Ted Cruz’s career in politics is ultimately doomed to failure, mostly due to his inability to work with other members of his own party. As his presidential campaign limps along, eclipsed by Donald Trump’s three-ring circus act that has fascinated the media, Ted Cruz has tried to gather support through right-wing religious organizations instead.
Currently, Ted Cruz is in a three-way tie in the Iowa Republican polls for fifth place with Bobby Jindal and Marco Rubio, closely followed by Mike Huckabee and the fading Rand Paul. If he wants to get himself to a point where he has enough delegates to negotiate himself some sort of deal with the eventual GOP nominee, Cruz will have to find a way to successfully distinguish himself from the field.
That’s exactly what he tried to do yesterday during a campaign stop in Kalamazoo, Michigan where he told the crowd that allowing Syrian refugees into the country was dangerous.
“What President Obama is proposing to do, bring tens of thousands of Syrian Muslims to America, is nothing short of crazy,” Cruz told the crowd during a question and answer period.
Cruz referenced recent comments from Director of National Intelligence James Clapper, who reportedly said the crisis provides an opportunity for ISIS to attack Western targets. Clapper also noted the U.S. has an aggressive program for vetting refugees that Europe may not.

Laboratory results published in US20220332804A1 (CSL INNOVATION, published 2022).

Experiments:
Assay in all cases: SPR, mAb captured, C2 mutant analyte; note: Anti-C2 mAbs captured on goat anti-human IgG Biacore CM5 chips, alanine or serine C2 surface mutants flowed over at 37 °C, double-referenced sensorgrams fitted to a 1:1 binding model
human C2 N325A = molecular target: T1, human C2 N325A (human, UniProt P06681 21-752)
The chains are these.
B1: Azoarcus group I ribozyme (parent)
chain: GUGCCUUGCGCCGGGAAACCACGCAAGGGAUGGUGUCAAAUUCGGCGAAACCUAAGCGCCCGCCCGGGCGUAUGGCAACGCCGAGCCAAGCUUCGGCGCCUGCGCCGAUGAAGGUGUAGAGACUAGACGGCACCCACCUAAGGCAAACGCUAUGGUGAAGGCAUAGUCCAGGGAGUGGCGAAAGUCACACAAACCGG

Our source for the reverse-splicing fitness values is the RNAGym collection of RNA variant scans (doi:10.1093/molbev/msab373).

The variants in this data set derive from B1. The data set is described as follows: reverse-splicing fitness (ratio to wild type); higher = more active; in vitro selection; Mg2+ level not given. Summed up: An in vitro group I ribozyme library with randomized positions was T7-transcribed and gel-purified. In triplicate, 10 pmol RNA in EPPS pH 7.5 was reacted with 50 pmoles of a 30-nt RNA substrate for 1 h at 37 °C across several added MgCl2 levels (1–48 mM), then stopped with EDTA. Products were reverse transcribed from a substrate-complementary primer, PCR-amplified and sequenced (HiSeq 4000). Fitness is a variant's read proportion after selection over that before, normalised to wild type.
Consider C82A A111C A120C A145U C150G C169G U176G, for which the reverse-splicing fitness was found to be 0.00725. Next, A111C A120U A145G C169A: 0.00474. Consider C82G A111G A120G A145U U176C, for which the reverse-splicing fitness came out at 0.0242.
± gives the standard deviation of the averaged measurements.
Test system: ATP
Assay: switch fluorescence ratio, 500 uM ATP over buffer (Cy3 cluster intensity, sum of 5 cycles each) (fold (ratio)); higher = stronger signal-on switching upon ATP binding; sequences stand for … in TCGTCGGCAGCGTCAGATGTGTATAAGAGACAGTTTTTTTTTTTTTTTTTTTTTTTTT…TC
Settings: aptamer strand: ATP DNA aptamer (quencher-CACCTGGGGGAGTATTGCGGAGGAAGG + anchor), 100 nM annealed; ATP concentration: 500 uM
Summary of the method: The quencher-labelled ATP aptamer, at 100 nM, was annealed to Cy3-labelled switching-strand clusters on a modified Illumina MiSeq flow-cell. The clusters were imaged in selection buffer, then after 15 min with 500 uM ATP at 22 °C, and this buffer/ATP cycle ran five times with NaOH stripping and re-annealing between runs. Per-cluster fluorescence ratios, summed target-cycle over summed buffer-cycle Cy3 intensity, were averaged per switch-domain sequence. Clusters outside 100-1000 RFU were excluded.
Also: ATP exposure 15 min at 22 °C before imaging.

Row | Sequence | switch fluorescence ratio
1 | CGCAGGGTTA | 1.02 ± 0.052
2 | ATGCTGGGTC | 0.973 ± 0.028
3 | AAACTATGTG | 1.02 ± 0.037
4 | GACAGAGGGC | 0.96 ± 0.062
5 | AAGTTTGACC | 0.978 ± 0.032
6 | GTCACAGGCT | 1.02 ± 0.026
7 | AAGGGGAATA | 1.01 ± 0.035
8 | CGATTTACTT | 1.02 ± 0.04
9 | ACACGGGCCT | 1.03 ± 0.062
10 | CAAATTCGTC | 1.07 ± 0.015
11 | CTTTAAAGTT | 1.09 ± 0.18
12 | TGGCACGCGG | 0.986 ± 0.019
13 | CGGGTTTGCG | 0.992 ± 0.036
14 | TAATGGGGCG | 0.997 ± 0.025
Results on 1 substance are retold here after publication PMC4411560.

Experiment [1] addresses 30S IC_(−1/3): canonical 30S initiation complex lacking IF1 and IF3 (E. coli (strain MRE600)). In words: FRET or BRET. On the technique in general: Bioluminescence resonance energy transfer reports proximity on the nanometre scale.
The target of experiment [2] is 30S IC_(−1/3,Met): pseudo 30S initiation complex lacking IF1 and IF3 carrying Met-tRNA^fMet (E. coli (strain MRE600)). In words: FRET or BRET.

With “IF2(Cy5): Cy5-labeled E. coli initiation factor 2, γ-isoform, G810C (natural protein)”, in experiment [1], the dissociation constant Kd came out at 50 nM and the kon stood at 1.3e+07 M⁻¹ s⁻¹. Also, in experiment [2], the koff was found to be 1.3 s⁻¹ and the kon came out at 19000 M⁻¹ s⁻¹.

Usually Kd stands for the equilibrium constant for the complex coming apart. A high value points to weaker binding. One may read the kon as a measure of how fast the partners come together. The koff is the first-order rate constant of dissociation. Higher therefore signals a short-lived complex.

“It would be the height of foolishness to bring in tens of thousands of people, including jihadists who are coming here to murder innocent Americans,” Cruz said. “…With respect to the refugees, it is a humanitarian crisis, but they ought to be settled in the middle east, in majority Muslim countries.” (Source)
Stoking fears over refugees and terrorism is likely the new strategy for Ted Cruz since his attempts to shut down the government over Planned Parenthood failed miserably. Many Republican senators joined with Democrats to block Cruz, which has caused a lot of people, even within the GOP, to predict his political clout is over and done with – even if Texas voters were to re-elect him to a second term in the Senate.
Islamophobia and the idea of Christians being persecuted by gays, liberals and atheists still plays well to the religious right. This is why candidates like Santorum and Jindal have been spending so much time in Iowa, because there is little hope for their campaigns if they do not at least place in the top three.
Whether or not this strategy pays off for Ted Cruz remains to be seen. Currently, it’s a crowded market for xenophobia and tales of Christian persecution in places like Iowa, and many candidates have centered their campaigns around lamenting the loss of “traditional American values.” At this point, the most he could hope for is a White House cabinet position, which is highly unlikely because of his history of refusing to work with members of his own party.
Of course there is the other option, which is following in his father Rafael Cruz’s footsteps and becoming a radical right religious figure outside of the government. Considering his father’s previous remarks about President Obama and the elder Cruz’s strong ties with Dominionist Christian ideology, it’s a safe bet that is where Ted Cruz ends up after burning the rest of his political bridges.
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